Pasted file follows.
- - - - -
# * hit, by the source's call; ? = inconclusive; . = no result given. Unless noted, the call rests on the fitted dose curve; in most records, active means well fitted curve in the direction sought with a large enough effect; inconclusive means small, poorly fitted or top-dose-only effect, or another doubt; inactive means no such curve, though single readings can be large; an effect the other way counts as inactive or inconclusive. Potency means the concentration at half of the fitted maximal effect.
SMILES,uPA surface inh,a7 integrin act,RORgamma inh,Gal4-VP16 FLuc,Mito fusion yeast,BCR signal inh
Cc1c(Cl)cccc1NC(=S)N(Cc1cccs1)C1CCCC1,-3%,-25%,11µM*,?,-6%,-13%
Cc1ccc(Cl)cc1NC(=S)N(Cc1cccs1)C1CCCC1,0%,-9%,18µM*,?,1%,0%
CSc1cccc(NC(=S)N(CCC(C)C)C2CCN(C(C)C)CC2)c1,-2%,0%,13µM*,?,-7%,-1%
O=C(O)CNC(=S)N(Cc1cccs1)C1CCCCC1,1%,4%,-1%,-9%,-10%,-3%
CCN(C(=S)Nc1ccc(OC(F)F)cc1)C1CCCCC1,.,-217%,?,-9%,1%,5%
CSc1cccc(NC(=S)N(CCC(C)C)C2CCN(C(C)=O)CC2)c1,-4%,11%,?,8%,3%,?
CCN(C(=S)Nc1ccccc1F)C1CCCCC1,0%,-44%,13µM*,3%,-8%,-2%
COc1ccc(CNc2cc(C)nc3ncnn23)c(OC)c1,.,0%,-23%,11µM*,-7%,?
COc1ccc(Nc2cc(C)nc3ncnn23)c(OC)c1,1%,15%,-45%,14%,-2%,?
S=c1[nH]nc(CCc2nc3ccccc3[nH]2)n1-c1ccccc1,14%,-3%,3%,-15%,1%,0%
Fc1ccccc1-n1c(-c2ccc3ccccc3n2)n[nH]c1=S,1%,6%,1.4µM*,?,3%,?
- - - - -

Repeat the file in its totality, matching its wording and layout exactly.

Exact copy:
# * hit, by the source's call; ? = inconclusive; . = no result given. Unless noted, the call rests on the fitted dose curve; in most records, active means well fitted curve in the direction sought with a large enough effect; inconclusive means small, poorly fitted or top-dose-only effect, or another doubt; inactive means no such curve, though single readings can be large; an effect the other way counts as inactive or inconclusive. Potency means the concentration at half of the fitted maximal effect.
SMILES,uPA surface inh,a7 integrin act,RORgamma inh,Gal4-VP16 FLuc,Mito fusion yeast,BCR signal inh
Cc1c(Cl)cccc1NC(=S)N(Cc1cccs1)C1CCCC1,-3%,-25%,11µM*,?,-6%,-13%
Cc1ccc(Cl)cc1NC(=S)N(Cc1cccs1)C1CCCC1,0%,-9%,18µM*,?,1%,0%
CSc1cccc(NC(=S)N(CCC(C)C)C2CCN(C(C)C)CC2)c1,-2%,0%,13µM*,?,-7%,-1%
O=C(O)CNC(=S)N(Cc1cccs1)C1CCCCC1,1%,4%,-1%,-9%,-10%,-3%
CCN(C(=S)Nc1ccc(OC(F)F)cc1)C1CCCCC1,.,-217%,?,-9%,1%,5%
CSc1cccc(NC(=S)N(CCC(C)C)C2CCN(C(C)=O)CC2)c1,-4%,11%,?,8%,3%,?
CCN(C(=S)Nc1ccccc1F)C1CCCCC1,0%,-44%,13µM*,3%,-8%,-2%
COc1ccc(CNc2cc(C)nc3ncnn23)c(OC)c1,.,0%,-23%,11µM*,-7%,?
COc1ccc(Nc2cc(C)nc3ncnn23)c(OC)c1,1%,15%,-45%,14%,-2%,?
S=c1[nH]nc(CCc2nc3ccccc3[nH]2)n1-c1ccccc1,14%,-3%,3%,-15%,1%,0%
Fc1ccccc1-n1c(-c2ccc3ccccc3n2)n[nH]c1=S,1%,6%,1.4µM*,?,3%,?